I took a short XC today after a layoff of a few months due to real life
constraints and weather. I filed IFR even though it was VFR because I wanted
to get back into the groove of communicating with ATC.
I filed for 5000 going east. On the ground, they told me it would be faster
if I took off VFR and opened my plan in the air, so I did.

I was at 5500 when I finally got through since I was VFR, but all I was
given initially was a squawk code with no altitude assignment or clearance.
I assumed that I was IFR at this point so I began to descend to 5000 per my
flight plan. As I did I asked ATC if he had an altitude assignment, and he
came back with 6000, cleared direct. No problem, I pull back up and fly as
I'm told.

So, was I IFR as soon as I was given a squawk and required to fly my flight
plan, or should I have waited to change from a VFR altitude to an IFR
altitude until I was given specific instructions?


You're IFR when you hear the magic words "cleared to". When the controller
first gave you squawk code, you were still VFR. He wanted to get you in
radar contact before issuing your clearance (so he didn't have to apply
non-radar separation rules). I assume when you wrote, "6000, cleared
direct", it really sounded more like, "Cleared to the XYZ airport, via
direct, maintain 6000". Clearance limit, Route, Altitude, always in that
order (followed by Frequency and Transponder code, giving the popular CRAFT
acronym).

What confuses me is, "given a squawk and required to fly my flight plan".
In what way were you required to fly your flight plan? Until you are IFR,
the controller can't really require you to do much of anything (assuming
class E airspace).
  #5  
Old February 7th 05, 04:04 AM
A Lieberman
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On Sun, 06 Feb 2005 20:36:12 -0500, Wizard of Draws wrote:

I took a short XC today after a layoff of a few months due to real life
constraints and weather. I filed IFR even though it was VFR because I wanted
to get back into the groove of communicating with ATC.
I filed for 5000 going east. On the ground, they told me it would be faster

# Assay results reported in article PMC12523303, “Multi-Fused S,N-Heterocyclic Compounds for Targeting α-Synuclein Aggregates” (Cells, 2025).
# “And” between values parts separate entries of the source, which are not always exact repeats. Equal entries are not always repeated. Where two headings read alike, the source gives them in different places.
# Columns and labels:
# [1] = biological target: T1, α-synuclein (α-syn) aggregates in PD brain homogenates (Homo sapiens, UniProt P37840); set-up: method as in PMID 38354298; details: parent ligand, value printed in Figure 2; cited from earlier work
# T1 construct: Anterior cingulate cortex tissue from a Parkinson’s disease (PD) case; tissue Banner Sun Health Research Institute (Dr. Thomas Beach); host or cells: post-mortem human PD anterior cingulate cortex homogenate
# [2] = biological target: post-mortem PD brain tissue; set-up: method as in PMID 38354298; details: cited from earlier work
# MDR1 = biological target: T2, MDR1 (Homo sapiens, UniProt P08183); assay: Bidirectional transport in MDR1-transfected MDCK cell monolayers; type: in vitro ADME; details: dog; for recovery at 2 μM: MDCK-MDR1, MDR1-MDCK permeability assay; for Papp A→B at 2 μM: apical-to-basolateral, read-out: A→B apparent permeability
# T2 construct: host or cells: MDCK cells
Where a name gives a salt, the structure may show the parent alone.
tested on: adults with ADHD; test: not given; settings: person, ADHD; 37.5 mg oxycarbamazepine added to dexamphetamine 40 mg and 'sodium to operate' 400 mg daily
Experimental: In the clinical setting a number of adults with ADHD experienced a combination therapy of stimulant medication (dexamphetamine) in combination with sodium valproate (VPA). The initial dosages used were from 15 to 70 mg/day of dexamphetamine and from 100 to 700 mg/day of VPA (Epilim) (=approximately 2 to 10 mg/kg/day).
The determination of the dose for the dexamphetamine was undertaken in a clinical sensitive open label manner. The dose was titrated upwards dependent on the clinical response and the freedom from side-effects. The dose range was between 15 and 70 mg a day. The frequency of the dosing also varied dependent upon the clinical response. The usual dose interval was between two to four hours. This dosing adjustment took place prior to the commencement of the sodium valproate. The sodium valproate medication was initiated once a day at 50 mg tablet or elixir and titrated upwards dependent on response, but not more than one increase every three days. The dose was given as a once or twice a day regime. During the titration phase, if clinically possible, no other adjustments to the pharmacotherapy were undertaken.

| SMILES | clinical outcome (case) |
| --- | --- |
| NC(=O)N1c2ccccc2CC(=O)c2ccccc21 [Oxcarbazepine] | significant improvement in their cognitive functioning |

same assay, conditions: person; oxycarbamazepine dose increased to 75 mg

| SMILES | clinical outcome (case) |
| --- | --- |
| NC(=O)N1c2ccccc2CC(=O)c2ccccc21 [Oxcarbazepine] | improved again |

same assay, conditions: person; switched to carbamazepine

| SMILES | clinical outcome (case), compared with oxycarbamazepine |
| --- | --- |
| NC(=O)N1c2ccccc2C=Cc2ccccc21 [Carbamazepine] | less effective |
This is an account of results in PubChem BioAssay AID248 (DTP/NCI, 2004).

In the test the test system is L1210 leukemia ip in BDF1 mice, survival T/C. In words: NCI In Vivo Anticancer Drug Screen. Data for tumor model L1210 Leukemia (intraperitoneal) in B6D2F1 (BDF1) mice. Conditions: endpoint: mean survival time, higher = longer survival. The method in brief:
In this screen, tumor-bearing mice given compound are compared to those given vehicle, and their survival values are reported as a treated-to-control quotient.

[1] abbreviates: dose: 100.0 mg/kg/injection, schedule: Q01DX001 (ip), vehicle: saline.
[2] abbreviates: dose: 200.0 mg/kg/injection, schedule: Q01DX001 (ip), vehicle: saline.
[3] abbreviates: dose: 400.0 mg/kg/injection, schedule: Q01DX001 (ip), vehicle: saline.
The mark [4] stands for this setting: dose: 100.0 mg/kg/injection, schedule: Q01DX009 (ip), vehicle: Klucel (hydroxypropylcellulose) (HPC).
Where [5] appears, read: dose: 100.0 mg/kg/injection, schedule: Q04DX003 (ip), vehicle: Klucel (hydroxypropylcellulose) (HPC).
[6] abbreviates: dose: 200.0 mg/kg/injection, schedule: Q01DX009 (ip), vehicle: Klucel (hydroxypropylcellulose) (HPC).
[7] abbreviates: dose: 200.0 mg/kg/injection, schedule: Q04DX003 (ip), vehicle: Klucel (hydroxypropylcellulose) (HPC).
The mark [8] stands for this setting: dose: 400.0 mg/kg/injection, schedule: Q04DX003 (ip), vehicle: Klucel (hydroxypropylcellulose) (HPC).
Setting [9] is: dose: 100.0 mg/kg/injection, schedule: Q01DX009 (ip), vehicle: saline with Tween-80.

if I took off VFR and opened my plan in the air, so I did.


Hi Jeff,

This happened to me once leaving KMBO with a ceiling of 2000. Controller
advised me that I could leave VFR and pick up my clearance when I contacted
approach. So, I departed per usual VFR rules, and when I contacted
approach, I said:

Jackson, 43 lima climbing through 700 feet out of Madison, ready to recieve
IFR clearance.

ATC came back and said, 43 Lima, cleared to Covington LA as filed, climb to
5000, squawk 1234. I think, by me saying "ready to receive clearance",
triggered the response. I read back my response, ATC responded read back
correct and off I went into the white wild yonder. I wasn't about to enter
any clouds without hearing the CRAFT response.

I was at 5500 when I finally got through since I was VFR, but all I was
given initially was a squawk code with no altitude assignment or clearance.


snip

So, was I IFR as soon as I was given a squawk and required to fly my flight
plan, or should I have waited to change from a VFR altitude to an IFR
altitude until I was given specific instructions?


I would suspect, until you hear "CRAFT" from ATC, you are still under VFR
rules.

Allen
  #6  
Old February 7th 05, 05:35 AM
Peter R.
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Wizard of Draws wrote:

On the ground, they told me it would be faster
if I took off VFR and opened my plan in the air, so I did.


Hey, Jeff, since you received a lot of answers to your direct question, I
thought I'd take a different slant with your post. In response to the
above quote, consider this article:

http://www.avweb.com/news/columns/189034-1.html

This article, coupled with a "learning" experience I had last summer have
taught me to really ensure there are comfortable VFR conditions for many
miles surrounding the airport before I launch VFR expecting to pick up an
IFR clearance in the air.

Just something to consider for future flights.

--
Peter







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  #7  
Old February 7th 05, 02:50 PM
Roy Smith
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In article ,
"Peter R." wrote:

Wizard of Draws wrote:

On the ground, they told me it would be faster
if I took off VFR and opened my plan in the air, so I did.